Behind the Iron Curtain, a group of former Smersh agents want to use the British spy in an operation that will change the balance of world power. Bond is smuggled into the lion's den - but whose orders is he following, and will he obey them when the moment of truth arrives? In a mission where treachery is all around and one false move means death, Bond must grapple with the darkest questions about himself. But not even he knows what has happened to the man he used to be.
Fleming’s books are spare, fast-paced, and better written than you might expect. But they are shot through with sadism, cruelty, and revulsion at non-Anglo-Saxons. They make you wonder about the author. (The standard photo of Fleming—insouciant, with cigarette holder—is not reassuring.) Within bounds, a modern writer needs some freedom ... With a Mind to Kill is Horowitz’s third Bond novel, and the most ambitious in this trilogy. Whether ambition is an asset will be a matter of taste ... Horowitz is a master of quick portraiture ... With a Mind to Kill is one of the best-written Bond novels ever published. It’s also one of the more ambitious: It tries to get inside Bond’s head, and in fact it needs to ... One can ask: How three-dimensional do we want 007 to be? His existence as a cipher is itself a dimension, mysterious and seductive.
Horowitz does brave work capturing the style of the originals...and you suspect the author enjoyed himself hugely ... Horowitz manages a wide variety of tone ... The plot – honestly, not sure it matters – is Fleming-like in its restlessness, people forever moving from one place to another to have another adventure ... The original books are of their time: sexist, nonsensical, but still a fantastically good read. The new version is just as compulsive – exciting, atmospheric and with non-stop action. Resistance is futile. Just give in and enjoy.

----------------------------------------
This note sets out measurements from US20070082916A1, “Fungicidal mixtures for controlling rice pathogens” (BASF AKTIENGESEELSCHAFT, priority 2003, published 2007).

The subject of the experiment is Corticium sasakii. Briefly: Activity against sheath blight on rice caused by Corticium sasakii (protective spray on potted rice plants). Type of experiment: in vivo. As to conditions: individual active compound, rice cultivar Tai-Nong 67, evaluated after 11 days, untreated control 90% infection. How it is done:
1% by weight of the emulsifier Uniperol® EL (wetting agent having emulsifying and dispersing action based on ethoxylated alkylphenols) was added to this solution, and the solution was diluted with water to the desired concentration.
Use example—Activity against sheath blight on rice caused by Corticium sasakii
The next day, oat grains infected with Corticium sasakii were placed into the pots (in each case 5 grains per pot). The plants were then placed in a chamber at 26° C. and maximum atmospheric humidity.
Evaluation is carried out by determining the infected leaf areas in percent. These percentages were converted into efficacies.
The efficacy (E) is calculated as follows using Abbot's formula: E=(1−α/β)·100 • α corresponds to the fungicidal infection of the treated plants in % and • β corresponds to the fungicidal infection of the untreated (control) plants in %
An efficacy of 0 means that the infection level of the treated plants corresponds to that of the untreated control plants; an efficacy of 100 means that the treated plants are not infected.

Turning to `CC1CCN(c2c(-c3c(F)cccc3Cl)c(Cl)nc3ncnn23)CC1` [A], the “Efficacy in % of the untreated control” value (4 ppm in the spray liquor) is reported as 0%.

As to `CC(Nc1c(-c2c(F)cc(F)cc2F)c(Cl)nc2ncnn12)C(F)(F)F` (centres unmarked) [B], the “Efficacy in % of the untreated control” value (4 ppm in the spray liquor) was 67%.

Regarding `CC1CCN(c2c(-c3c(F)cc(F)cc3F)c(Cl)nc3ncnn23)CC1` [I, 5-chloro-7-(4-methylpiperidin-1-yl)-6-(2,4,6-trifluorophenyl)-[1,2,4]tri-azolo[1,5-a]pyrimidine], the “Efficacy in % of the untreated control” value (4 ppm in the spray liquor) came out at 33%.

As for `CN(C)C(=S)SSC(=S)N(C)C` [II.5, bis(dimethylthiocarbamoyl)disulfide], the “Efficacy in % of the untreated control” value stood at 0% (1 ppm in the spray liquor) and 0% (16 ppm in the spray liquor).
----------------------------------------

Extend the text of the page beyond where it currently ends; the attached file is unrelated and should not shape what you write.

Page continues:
A bold set-up ... Bond in the USSR is a neat conceit, but it’s not an escapist one. Although some of the quite short novel takes place in a swish hotel, shabby Moscow in the 1960s has little of the glamour that distinguishes the character (and not just in the films) from what George Lazenby might have termed 'the other guys'. Instead, much of the action boils down to a duel between Boris and Bond, often taking place in the latter’s head, which is a different kind of thriller ... Horowitz is faithful to Fleming’s conception of 007, albeit pared of some of Bond’s toxic masculinity for modern sensibilities. The homages are all there — betrayal, a comely female psychologist, a brutal fight in a metro station. Horowitz, though, is more interested in contemplating an older Bond filling up with accidie, wondering what it’s all for ... Bond’s appeal is rooted in his not ageing, in a self-possession and self-regard that is not blunted by experience. He’s the eternally cool hero for eternal adolescents. Skilfully though Horowitz writes, and exciting as it often is to be in the company of his Bond, the version that remains inviolate is the one forged by our imaginations. The word is not enough.